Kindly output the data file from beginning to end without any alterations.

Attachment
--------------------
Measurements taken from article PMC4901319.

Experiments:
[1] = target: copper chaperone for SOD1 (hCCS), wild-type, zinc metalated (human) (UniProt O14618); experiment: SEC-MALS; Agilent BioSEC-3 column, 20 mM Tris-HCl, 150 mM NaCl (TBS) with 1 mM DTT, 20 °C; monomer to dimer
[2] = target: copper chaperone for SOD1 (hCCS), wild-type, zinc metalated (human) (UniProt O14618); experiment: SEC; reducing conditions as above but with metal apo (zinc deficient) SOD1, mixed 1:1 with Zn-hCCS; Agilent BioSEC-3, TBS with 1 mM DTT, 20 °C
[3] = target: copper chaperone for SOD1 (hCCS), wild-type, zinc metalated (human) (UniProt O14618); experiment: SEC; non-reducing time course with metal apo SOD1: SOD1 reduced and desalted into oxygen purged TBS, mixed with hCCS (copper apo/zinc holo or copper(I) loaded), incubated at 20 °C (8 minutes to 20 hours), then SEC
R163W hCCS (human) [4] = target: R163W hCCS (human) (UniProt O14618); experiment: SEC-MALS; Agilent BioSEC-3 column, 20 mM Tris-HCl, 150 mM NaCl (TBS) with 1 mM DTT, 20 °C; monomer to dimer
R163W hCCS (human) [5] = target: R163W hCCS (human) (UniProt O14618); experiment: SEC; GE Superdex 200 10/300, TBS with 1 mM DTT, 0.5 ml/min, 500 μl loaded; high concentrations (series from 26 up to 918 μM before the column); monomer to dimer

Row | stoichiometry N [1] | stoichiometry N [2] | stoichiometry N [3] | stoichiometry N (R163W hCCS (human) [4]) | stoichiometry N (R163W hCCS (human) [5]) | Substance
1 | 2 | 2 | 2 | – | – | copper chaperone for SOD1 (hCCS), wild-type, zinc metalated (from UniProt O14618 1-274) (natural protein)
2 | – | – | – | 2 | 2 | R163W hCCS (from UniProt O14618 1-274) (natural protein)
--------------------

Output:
Measurements taken from article PMC4901319.

Experiments:
[1] = target: copper chaperone for SOD1 (hCCS), wild-type, zinc metalated (human) (UniProt O14618); experiment: SEC-MALS; Agilent BioSEC-3 column, 20 mM Tris-HCl, 150 mM NaCl (TBS) with 1 mM DTT, 20 °C; monomer to dimer
[2] = target: copper chaperone for SOD1 (hCCS), wild-type, zinc metalated (human) (UniProt O14618); experiment: SEC; reducing conditions as above but with metal apo (zinc deficient) SOD1, mixed 1:1 with Zn-hCCS; Agilent BioSEC-3, TBS with 1 mM DTT, 20 °C
[3] = target: copper chaperone for SOD1 (hCCS), wild-type, zinc metalated (human) (UniProt O14618); experiment: SEC; non-reducing time course with metal apo SOD1: SOD1 reduced and desalted into oxygen purged TBS, mixed with hCCS (copper apo/zinc holo or copper(I) loaded), incubated at 20 °C (8 minutes to 20 hours), then SEC
R163W hCCS (human) [4] = target: R163W hCCS (human) (UniProt O14618); experiment: SEC-MALS; Agilent BioSEC-3 column, 20 mM Tris-HCl, 150 mM NaCl (TBS) with 1 mM DTT, 20 °C; monomer to dimer
R163W hCCS (human) [5] = target: R163W hCCS (human) (UniProt O14618); experiment: SEC; GE Superdex 200 10/300, TBS with 1 mM DTT, 0.5 ml/min, 500 μl loaded; high concentrations (series from 26 up to 918 μM before the column); monomer to dimer

Row | stoichiometry N [1] | stoichiometry N [2] | stoichiometry N [3] | stoichiometry N (R163W hCCS (human) [4]) | stoichiometry N (R163W hCCS (human) [5]) | Substance
1 | 2 | 2 | 2 | – | – | copper chaperone for SOD1 (hCCS), wild-type, zinc metalated (from UniProt O14618 1-274) (natural protein)
2 | – | – | – | 2 | 2 | R163W hCCS (from UniProt O14618 1-274) (natural protein)